It’s been two years since “Slacklash” became the go-to portmanteau for people suffering from information overload at work. But so far, all signs suggest Slack isn’t going anywhere, and lots of people actually like it. So instead of looking for ways to wean ourselves off of group chat platforms altogether, maybe it’s time instead to figure out a few ways to better deal with this brave, plaid world we’ve opted into.
For starters, Slack knows it has a notification problem and has a dedicated help page offering tips for cutting the noise, and another one for teams with hundreds or thousands of members. But many of the problems that plague large teams are too big for any one person to solve alone. Here are the most common things that make Slack an intolerable hellscape for people who just want to get work done–and what it takes to fix them.
The Firehose Effect
Ryan Osborn, VP of innovation and strategic integration at NBCUniversal, advises team leaders to think hard about their goals before indiscriminately launching new Slack channels. “I find that if you’re creating a channel without a clear purpose, it’s doomed to fail from the start,” he says. Setting a new channel’s topic and purpose in Slack helps set expectations, cut down on duplicates, and stem the general flood of information.
The key is just to be more deliberate about how channels fit together, and who needs to follow each one. One way to do that? Split out channels with prefixes that fall into some broad-based categories. Here are some common ones:
- #team-: for discussion among members of each team
- #proj-: for project-related conversations like status updates or feature brainstorming
- #links-: for sharing links (#links-talent and #links-tools are usually pretty helpful)
- #help-: for help requests (more on this in a bit)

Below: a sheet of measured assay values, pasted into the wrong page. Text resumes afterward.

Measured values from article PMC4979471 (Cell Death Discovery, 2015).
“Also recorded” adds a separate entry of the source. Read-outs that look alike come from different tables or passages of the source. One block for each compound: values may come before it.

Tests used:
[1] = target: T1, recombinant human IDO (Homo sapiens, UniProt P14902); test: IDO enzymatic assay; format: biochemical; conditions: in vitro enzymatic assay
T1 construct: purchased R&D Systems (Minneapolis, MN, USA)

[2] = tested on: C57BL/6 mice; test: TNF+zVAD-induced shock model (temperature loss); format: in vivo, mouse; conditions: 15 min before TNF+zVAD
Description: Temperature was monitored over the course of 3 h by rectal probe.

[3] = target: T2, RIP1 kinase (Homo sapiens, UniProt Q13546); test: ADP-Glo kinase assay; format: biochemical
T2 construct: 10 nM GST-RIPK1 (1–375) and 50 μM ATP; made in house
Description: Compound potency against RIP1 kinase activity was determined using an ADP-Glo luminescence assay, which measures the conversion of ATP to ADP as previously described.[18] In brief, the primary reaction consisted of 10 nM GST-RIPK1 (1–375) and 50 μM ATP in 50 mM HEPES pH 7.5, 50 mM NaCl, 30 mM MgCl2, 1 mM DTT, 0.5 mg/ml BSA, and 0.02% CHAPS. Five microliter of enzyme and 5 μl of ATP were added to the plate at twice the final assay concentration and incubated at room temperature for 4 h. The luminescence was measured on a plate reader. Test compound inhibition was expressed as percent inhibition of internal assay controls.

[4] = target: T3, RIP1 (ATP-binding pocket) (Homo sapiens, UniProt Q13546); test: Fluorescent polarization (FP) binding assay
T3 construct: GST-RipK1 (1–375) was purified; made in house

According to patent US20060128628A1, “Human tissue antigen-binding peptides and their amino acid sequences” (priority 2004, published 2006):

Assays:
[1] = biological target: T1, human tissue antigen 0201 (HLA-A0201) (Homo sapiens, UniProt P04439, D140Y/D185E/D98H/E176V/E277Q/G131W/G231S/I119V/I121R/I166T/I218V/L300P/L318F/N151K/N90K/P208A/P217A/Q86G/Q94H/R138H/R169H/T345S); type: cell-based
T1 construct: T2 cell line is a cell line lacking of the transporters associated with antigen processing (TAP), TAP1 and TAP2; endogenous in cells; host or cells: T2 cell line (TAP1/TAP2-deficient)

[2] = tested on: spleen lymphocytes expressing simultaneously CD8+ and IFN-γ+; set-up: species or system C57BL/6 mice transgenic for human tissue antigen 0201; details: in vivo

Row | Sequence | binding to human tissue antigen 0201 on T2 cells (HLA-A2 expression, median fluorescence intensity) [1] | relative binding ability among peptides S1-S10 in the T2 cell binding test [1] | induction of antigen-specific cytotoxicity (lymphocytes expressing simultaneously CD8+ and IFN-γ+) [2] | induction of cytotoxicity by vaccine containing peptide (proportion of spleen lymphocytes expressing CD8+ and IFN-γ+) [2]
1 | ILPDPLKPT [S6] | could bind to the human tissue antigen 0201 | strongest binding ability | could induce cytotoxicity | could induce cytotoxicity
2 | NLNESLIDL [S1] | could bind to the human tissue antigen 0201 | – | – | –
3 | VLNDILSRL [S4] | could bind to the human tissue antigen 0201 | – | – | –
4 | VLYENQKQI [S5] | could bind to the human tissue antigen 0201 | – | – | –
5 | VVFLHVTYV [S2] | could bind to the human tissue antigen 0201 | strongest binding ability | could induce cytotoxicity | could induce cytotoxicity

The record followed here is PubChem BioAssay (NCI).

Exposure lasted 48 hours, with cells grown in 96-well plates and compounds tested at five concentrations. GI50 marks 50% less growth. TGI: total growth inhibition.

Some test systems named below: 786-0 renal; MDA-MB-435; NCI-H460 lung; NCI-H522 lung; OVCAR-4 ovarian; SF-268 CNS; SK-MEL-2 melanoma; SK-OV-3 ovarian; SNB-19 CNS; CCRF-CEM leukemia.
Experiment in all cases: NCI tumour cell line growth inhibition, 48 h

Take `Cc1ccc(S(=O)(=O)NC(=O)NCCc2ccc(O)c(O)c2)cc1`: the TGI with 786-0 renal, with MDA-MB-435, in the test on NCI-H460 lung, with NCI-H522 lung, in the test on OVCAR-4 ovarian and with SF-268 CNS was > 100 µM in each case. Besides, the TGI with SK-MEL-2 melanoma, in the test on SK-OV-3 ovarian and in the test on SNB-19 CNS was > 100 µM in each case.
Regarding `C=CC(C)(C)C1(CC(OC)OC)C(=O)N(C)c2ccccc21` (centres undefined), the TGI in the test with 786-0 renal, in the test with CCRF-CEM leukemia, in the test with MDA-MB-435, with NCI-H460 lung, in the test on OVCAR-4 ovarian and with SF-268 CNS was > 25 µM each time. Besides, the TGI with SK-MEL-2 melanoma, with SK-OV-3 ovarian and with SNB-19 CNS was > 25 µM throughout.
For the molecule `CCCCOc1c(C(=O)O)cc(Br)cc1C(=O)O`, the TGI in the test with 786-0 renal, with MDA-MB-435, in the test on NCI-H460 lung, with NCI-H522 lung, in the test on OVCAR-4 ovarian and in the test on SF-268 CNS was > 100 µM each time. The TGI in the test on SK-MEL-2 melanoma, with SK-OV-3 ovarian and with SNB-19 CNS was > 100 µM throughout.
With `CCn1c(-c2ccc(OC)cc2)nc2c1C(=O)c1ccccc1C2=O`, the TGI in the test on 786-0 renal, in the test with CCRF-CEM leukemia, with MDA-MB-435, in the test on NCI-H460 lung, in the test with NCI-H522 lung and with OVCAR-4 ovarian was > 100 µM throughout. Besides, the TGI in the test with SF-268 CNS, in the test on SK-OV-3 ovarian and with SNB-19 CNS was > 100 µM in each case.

- #fun-: for affinity groups, these channels help keep off-topic chitchat out of the main work channels
- #local-: if your team doesn’t have a physical office, these are useful for local events or meet-ups
Finally, kill #general. Rename it #announcements, restrict posting permissions to administrators, and use it to give high-fives to new hires instead.
There’s nothing quite like waking up to a @channel mention sent from a different time zone. And while it’s easy to drag less savvy users for committing the cardinal sin, who among us has never sent a DM without stopping to consider its urgency?
Slack has improved how it handles notifications a lot since launch, but it still defaults to “go ahead and interrupt me anytime.” If you’re not already turning off notifications outside work hours, start today. Encourage others to use public channels over direct messages, and do the same yourself. And practice some self-love by turning off push notifications entirely when you’re on vacation.
But if updating your own settings is half the battle, revising leaderships’ expectations is the other half. If your phone buzzes at 6 a.m. with a text from your boss and you feel obligated to reply, chances are you’ll react similarly if the same thing happens on Slack instead. If you’re really serious about changing an always-on culture, leadership needs to set the example, and it can’t just apply to Slack. Once you have you have your whole team’s buy-in, announce the new no-interruptions policy and get your Slack administrator to set default “Do Not Disturb” hours for everyone.
Who’s Even Listening?
Luckily for all of us, Slack doesn’t have read receipts. (If it did, I’m betting we’d see a sharp uptick in workplace homicide stats.) So how do you stay sane when you’re waiting on an urgent request sandwiched between a bunch of reaction GIFs?
The secret is to open up specific channels for any messages that are time-sensitive and require action (e.g. #help-benefits or #plz-edit), then assign someone to keep eyes on them. Each channel should have a clear owner who’s responsible for monitoring it and is clearly identified in the channel topic. As new messages come in, that channel owner can use emoji reactions to signal when they’ve seen () or finished (✅) addressing a request.
Benjamin Jackson is the founder of For the Win, a consulting firm that helps startups with traction adapt to support new hires. Previously, he worked at VICE as director of mobile and as a lead app developer at the New York Times. He tweets at @benjaminjackson.